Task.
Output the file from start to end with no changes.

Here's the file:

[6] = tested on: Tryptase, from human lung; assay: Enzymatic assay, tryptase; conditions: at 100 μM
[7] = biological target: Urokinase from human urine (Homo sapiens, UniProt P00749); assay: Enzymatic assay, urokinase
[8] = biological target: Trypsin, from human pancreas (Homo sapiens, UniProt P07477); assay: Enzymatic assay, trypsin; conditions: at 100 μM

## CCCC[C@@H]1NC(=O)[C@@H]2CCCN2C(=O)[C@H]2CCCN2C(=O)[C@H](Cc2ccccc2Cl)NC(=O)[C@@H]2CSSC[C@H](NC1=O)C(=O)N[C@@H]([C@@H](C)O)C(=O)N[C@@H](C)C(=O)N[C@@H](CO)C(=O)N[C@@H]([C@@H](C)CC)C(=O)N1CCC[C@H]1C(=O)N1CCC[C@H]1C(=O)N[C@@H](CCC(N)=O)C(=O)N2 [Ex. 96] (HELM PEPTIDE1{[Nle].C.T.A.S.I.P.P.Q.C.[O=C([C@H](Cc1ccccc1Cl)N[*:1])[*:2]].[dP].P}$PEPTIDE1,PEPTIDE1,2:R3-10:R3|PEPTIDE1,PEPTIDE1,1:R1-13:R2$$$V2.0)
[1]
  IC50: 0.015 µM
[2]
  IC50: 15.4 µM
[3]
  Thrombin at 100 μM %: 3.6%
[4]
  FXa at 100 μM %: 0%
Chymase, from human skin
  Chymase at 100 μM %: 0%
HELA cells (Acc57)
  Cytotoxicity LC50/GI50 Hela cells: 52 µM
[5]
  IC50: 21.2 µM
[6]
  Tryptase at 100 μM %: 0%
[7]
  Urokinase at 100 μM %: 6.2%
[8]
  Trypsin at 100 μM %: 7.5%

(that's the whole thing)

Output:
[6] = tested on: Tryptase, from human lung; assay: Enzymatic assay, tryptase; conditions: at 100 μM
[7] = biological target: Urokinase from human urine (Homo sapiens, UniProt P00749); assay: Enzymatic assay, urokinase
[8] = biological target: Trypsin, from human pancreas (Homo sapiens, UniProt P07477); assay: Enzymatic assay, trypsin; conditions: at 100 μM

## CCCC[C@@H]1NC(=O)[C@@H]2CCCN2C(=O)[C@H]2CCCN2C(=O)[C@H](Cc2ccccc2Cl)NC(=O)[C@@H]2CSSC[C@H](NC1=O)C(=O)N[C@@H]([C@@H](C)O)C(=O)N[C@@H](C)C(=O)N[C@@H](CO)C(=O)N[C@@H]([C@@H](C)CC)C(=O)N1CCC[C@H]1C(=O)N1CCC[C@H]1C(=O)N[C@@H](CCC(N)=O)C(=O)N2 [Ex. 96] (HELM PEPTIDE1{[Nle].C.T.A.S.I.P.P.Q.C.[O=C([C@H](Cc1ccccc1Cl)N[*:1])[*:2]].[dP].P}$PEPTIDE1,PEPTIDE1,2:R3-10:R3|PEPTIDE1,PEPTIDE1,1:R1-13:R2$$$V2.0)
[1]
  IC50: 0.015 µM
[2]
  IC50: 15.4 µM
[3]
  Thrombin at 100 μM %: 3.6%
[4]
  FXa at 100 μM %: 0%
Chymase, from human skin
  Chymase at 100 μM %: 0%
HELA cells (Acc57)
  Cytotoxicity LC50/GI50 Hela cells: 52 µM
[5]
  IC50: 21.2 µM
[6]
  Tryptase at 100 μM %: 0%
[7]
  Urokinase at 100 μM %: 6.2%
[8]
  Trypsin at 100 μM %: 7.5%